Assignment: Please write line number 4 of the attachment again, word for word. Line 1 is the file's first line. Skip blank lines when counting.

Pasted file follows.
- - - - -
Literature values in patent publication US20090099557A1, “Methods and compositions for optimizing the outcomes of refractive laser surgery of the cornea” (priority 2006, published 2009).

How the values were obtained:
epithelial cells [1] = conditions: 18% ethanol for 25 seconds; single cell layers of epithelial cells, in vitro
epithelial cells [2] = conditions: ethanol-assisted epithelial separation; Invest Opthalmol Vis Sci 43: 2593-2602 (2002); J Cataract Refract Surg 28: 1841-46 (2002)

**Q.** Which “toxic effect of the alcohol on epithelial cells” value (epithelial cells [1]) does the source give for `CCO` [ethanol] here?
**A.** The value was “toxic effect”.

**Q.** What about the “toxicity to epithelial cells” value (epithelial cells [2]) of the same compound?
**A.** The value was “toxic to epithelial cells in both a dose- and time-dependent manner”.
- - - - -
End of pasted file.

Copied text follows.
epithelial cells [2] = conditions: ethanol-assisted epithelial separation; Invest Opthalmol Vis Sci 43: 2593-2602 (2002); J Cataract Refract Surg 28: 1841-46 (2002)